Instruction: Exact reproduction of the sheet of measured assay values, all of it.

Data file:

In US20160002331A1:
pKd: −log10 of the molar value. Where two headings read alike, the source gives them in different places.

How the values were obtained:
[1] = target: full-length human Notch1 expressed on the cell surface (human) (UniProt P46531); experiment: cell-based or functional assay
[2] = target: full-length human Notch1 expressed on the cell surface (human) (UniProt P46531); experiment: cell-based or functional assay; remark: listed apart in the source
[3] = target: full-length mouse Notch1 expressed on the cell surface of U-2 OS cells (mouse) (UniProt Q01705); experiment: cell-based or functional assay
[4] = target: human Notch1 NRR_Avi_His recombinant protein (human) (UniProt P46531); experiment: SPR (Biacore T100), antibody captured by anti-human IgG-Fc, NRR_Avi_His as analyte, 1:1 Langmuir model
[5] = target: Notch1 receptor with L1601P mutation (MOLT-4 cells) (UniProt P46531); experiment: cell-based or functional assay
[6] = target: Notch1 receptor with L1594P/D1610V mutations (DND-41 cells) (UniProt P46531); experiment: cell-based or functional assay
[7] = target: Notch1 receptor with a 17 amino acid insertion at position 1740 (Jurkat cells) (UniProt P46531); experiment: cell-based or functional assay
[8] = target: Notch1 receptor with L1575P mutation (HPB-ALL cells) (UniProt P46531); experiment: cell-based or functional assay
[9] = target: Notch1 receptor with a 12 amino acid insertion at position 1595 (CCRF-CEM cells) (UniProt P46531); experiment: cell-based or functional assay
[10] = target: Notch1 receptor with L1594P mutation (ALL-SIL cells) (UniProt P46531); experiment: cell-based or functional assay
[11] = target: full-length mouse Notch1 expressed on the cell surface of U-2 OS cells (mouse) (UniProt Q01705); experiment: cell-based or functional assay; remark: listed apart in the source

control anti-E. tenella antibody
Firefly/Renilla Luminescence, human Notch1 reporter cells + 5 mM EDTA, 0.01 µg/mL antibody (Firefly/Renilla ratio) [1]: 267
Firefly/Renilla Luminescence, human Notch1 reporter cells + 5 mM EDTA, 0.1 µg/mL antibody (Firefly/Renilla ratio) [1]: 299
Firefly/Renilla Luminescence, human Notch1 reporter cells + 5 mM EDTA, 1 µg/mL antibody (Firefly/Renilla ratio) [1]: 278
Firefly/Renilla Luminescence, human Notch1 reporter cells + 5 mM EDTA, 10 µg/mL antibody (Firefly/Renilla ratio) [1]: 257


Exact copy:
In US20160002331A1:
pKd: −log10 of the molar value. Where two headings read alike, the source gives them in different places.

How the values were obtained:
[1] = target: full-length human Notch1 expressed on the cell surface (human) (UniProt P46531); experiment: cell-based or functional assay
[2] = target: full-length human Notch1 expressed on the cell surface (human) (UniProt P46531); experiment: cell-based or functional assay; remark: listed apart in the source
[3] = target: full-length mouse Notch1 expressed on the cell surface of U-2 OS cells (mouse) (UniProt Q01705); experiment: cell-based or functional assay
[4] = target: human Notch1 NRR_Avi_His recombinant protein (human) (UniProt P46531); experiment: SPR (Biacore T100), antibody captured by anti-human IgG-Fc, NRR_Avi_His as analyte, 1:1 Langmuir model
[5] = target: Notch1 receptor with L1601P mutation (MOLT-4 cells) (UniProt P46531); experiment: cell-based or functional assay
[6] = target: Notch1 receptor with L1594P/D1610V mutations (DND-41 cells) (UniProt P46531); experiment: cell-based or functional assay
[7] = target: Notch1 receptor with a 17 amino acid insertion at position 1740 (Jurkat cells) (UniProt P46531); experiment: cell-based or functional assay
[8] = target: Notch1 receptor with L1575P mutation (HPB-ALL cells) (UniProt P46531); experiment: cell-based or functional assay
[9] = target: Notch1 receptor with a 12 amino acid insertion at position 1595 (CCRF-CEM cells) (UniProt P46531); experiment: cell-based or functional assay
[10] = target: Notch1 receptor with L1594P mutation (ALL-SIL cells) (UniProt P46531); experiment: cell-based or functional assay
[11] = target: full-length mouse Notch1 expressed on the cell surface of U-2 OS cells (mouse) (UniProt Q01705); experiment: cell-based or functional assay; remark: listed apart in the source

control anti-E. tenella antibody
Firefly/Renilla Luminescence, human Notch1 reporter cells + 5 mM EDTA, 0.01 µg/mL antibody (Firefly/Renilla ratio) [1]: 267
Firefly/Renilla Luminescence, human Notch1 reporter cells + 5 mM EDTA, 0.1 µg/mL antibody (Firefly/Renilla ratio) [1]: 299
Firefly/Renilla Luminescence, human Notch1 reporter cells + 5 mM EDTA, 1 µg/mL antibody (Firefly/Renilla ratio) [1]: 278
Firefly/Renilla Luminescence, human Notch1 reporter cells + 5 mM EDTA, 10 µg/mL antibody (Firefly/Renilla ratio) [1]: 257